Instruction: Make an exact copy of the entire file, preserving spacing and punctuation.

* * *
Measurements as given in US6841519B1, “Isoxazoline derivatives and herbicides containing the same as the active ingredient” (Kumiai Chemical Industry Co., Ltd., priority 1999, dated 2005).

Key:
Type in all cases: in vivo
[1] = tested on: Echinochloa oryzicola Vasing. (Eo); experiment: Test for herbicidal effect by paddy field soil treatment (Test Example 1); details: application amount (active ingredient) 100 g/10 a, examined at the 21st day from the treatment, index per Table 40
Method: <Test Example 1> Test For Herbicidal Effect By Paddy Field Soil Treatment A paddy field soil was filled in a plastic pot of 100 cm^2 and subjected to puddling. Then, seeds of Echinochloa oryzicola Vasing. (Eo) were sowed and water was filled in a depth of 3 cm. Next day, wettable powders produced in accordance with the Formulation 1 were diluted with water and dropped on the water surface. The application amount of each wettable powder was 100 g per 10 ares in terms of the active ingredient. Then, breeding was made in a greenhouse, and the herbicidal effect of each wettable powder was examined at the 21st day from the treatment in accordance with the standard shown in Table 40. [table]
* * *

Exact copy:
Measurements as given in US6841519B1, “Isoxazoline derivatives and herbicides containing the same as the active ingredient” (Kumiai Chemical Industry Co., Ltd., priority 1999, dated 2005).

Key:
Type in all cases: in vivo
[1] = tested on: Echinochloa oryzicola Vasing. (Eo); experiment: Test for herbicidal effect by paddy field soil treatment (Test Example 1); details: application amount (active ingredient) 100 g/10 a, examined at the 21st day from the treatment, index per Table 40
Method: <Test Example 1> Test For Herbicidal Effect By Paddy Field Soil Treatment A paddy field soil was filled in a plastic pot of 100 cm^2 and subjected to puddling. Then, seeds of Echinochloa oryzicola Vasing. (Eo) were sowed and water was filled in a depth of 3 cm. Next day, wettable powders produced in accordance with the Formulation 1 were diluted with water and dropped on the water surface. The application amount of each wettable powder was 100 g per 10 ares in terms of the active ingredient. Then, breeding was made in a greenhouse, and the herbicidal effect of each wettable powder was examined at the 21st day from the treatment in accordance with the standard shown in Table 40. [table]